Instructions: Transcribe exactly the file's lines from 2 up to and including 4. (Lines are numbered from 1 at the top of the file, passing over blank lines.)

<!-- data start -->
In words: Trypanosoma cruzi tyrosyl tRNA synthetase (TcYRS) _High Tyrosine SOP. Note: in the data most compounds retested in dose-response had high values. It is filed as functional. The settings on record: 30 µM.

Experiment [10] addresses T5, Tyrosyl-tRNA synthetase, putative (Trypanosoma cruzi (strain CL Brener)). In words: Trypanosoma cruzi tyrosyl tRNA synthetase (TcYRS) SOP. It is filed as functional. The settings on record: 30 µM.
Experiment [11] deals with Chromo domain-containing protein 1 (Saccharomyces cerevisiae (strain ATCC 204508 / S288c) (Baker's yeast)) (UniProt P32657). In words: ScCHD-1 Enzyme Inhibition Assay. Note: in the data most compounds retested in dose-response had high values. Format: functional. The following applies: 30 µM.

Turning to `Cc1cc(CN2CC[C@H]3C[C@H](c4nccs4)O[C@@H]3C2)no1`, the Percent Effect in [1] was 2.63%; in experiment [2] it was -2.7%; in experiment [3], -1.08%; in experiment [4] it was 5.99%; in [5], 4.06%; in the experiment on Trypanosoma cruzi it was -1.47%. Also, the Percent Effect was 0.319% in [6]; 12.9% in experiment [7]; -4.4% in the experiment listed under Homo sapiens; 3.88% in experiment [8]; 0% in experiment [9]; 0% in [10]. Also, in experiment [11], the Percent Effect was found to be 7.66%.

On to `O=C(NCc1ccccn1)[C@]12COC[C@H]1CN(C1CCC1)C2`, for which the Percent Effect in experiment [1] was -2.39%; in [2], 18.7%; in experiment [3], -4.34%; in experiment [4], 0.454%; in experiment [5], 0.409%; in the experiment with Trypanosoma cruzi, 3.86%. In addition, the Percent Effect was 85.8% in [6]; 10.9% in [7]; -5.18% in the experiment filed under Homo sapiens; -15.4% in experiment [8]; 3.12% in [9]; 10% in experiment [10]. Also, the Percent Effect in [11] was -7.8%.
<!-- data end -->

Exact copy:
Experiment [10] addresses T5, Tyrosyl-tRNA synthetase, putative (Trypanosoma cruzi (strain CL Brener)). In words: Trypanosoma cruzi tyrosyl tRNA synthetase (TcYRS) SOP. It is filed as functional. The settings on record: 30 µM.
Experiment [11] deals with Chromo domain-containing protein 1 (Saccharomyces cerevisiae (strain ATCC 204508 / S288c) (Baker's yeast)) (UniProt P32657). In words: ScCHD-1 Enzyme Inhibition Assay. Note: in the data most compounds retested in dose-response had high values. Format: functional. The following applies: 30 µM.

Turning to `Cc1cc(CN2CC[C@H]3C[C@H](c4nccs4)O[C@@H]3C2)no1`, the Percent Effect in [1] was 2.63%; in experiment [2] it was -2.7%; in experiment [3], -1.08%; in experiment [4] it was 5.99%; in [5], 4.06%; in the experiment on Trypanosoma cruzi it was -1.47%. Also, the Percent Effect was 0.319% in [6]; 12.9% in experiment [7]; -4.4% in the experiment listed under Homo sapiens; 3.88% in experiment [8]; 0% in experiment [9]; 0% in [10]. Also, in experiment [11], the Percent Effect was found to be 7.66%.